Like Elsa, I taught myself to conceal, don’t feel

I don’t know how to bridge the gap between this poem and you and you and this poem

Poetry gives me a voice to manifest words, but I could never do spoken word. I am good at the “poetry” part, but when “poetry” and “performance” was added together to equal spoken word, I was hesitant. Then, college came, and Point B.L.A.N.K. was the only real poetry club on campus. Despite its focus on spoken word, I attended the first meeting.

Thus, my journey into spoken word began.   

During this singular moment I am speaking

I am Mr. Krabs in that one SpongeBob episode when he thought he was a robot

I am seeking to connect with you on an emotional level but I’m an unemotional being formed from mechanic bits and parts

It has been over three years, but it wasn’t until the second year that I really started focusing on the “performance” part of spoken word. Summer of 2017, I wrote “Dear Majesty,” a piece that would become my staple spoken word piece.

Writing and performing “Dear Majesty” has been a tedious process. After writing it, I immediately had the urge to share it (I have only felt that way twice: the second time was early April after writing a piece while in Philadelphia for CUPSI). I recorded myself saying it aloud and started working on a subtitled video. I never finished the video, and the itch to share it was not scratched until the next school year: Fall 2017.

First meeting of the semester: “I have this piece I’ve been dying to share.” I shared it. Everybody snapped.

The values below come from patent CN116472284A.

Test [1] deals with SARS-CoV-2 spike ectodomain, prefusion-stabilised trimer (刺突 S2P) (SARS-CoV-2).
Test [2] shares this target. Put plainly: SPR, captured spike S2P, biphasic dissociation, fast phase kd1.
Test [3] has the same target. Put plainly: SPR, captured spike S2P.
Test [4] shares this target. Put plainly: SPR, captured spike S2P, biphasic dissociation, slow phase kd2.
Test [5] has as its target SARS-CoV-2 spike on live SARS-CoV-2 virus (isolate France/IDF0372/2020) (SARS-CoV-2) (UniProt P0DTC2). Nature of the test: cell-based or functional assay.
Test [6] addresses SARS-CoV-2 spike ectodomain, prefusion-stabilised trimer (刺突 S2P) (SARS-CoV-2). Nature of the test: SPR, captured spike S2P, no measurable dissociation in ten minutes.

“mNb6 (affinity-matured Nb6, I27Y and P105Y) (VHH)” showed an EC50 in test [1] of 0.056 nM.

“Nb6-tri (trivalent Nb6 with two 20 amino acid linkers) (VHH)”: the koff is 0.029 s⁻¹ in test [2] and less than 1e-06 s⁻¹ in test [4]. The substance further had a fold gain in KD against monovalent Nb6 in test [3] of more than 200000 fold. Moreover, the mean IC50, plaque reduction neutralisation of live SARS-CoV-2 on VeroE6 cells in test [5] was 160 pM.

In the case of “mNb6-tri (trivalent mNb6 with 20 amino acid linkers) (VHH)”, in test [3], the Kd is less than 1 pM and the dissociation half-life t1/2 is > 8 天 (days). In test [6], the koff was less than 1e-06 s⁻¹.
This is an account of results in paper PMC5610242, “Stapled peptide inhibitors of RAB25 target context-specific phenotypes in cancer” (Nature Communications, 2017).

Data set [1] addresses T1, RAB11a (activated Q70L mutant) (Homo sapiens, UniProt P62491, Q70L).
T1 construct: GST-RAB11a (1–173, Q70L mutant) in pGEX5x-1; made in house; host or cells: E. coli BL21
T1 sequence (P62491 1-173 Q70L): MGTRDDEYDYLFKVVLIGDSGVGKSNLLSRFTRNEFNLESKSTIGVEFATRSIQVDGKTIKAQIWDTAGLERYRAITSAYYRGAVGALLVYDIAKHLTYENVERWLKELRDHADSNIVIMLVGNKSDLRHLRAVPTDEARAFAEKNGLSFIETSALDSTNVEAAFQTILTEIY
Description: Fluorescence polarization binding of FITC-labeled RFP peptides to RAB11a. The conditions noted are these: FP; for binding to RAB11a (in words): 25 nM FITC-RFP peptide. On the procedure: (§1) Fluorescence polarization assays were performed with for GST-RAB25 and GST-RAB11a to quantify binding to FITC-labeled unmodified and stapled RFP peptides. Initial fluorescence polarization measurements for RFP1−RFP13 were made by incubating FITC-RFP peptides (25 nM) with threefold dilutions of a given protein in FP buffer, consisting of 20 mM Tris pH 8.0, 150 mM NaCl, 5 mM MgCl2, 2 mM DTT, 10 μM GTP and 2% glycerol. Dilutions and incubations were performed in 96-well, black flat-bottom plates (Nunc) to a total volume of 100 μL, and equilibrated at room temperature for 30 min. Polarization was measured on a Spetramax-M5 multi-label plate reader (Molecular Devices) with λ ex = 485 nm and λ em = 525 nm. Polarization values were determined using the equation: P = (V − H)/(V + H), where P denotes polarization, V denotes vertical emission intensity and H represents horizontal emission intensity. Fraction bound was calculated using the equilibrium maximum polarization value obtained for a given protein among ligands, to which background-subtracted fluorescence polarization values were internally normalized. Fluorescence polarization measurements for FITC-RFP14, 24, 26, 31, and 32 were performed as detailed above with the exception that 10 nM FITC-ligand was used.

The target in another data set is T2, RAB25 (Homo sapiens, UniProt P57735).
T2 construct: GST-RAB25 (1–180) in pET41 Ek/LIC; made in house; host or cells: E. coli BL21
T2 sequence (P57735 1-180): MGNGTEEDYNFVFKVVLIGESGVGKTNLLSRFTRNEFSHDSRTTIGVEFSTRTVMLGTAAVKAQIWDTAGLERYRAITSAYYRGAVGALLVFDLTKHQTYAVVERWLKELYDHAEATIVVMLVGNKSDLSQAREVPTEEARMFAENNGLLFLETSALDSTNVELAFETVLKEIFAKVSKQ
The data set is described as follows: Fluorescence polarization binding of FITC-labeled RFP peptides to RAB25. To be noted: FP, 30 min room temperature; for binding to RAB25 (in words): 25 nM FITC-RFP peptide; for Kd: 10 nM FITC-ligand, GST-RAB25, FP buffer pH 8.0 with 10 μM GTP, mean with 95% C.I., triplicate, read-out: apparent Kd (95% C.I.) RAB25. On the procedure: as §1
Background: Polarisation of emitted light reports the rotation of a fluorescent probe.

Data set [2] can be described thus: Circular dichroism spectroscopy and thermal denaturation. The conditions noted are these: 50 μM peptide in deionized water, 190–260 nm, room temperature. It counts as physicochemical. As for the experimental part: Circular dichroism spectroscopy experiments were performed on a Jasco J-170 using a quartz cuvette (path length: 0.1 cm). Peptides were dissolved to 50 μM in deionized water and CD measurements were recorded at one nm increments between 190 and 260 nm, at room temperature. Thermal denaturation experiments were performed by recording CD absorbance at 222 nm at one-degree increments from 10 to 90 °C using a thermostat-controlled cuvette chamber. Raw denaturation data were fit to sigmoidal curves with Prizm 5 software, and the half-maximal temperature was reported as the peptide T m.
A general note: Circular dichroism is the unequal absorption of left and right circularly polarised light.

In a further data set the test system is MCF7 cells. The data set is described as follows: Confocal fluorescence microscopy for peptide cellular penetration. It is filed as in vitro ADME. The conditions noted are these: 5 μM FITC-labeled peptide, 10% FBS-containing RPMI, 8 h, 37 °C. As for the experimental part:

The club had an open mic at Jittery Joe’s, and I performed “Dear Majesty.”

“That was the best performance I’ve seen you do,” Tamar, 2017-2018 president of Point B.L.A.N.K. told me.

The club held a poetry slam in early December to see who would be on the CUPSI 2018 team.

Only five people could be on the team. Only six people performed. I was not in the top three, but I made the team, which meant I could no longer sit back and enjoy writing poetry. I had to actually pay attention to the way I was performing.

Spring 2018 kickstarted CUPSI practice. We practiced twice a week for hours on end. We critiqued each other, and Ryan Jones, our coach, critiqued us. The main criticisms aimed at me:

“You rock back and forth. Be like Toph.”

“Your rocking makes me feel like I’m on a boat.”

“Just be like Toph.”

“Make sure you slow down and pause when appropriate.”

“Your facial expressions and your tone of voice has to match your words.”

“How do you feel about that? I need to see and hear that feeling.”


I rock back and forth to disguise my true self in front of company

They tell me to be like Toph, to embrace the inner robot inside

I am the tin man without a heart, the cowardly lion whose friend pushes me out into the open and there is no place to hide

I performed “Dear Majesty” so many times that I began to get sick of it. I started to lose passion for it at a time when it was detrimental to do so. My performance had to feed off of the original passion I had when writing it.

The poem is about a mother who is at the hearing of the officer who shot her dead son. She is pleading with the judge and trying to make him understand how it feels when a mother loses her son. Her voice within the poem is on the cusp of sounding like an insane woman, as her son’s death and the pain she feels affects her mental stability.

I distance myself from the subject and the subject from the listener

I use first person point of view to refer to a fictional character

The character gives life to a robotic being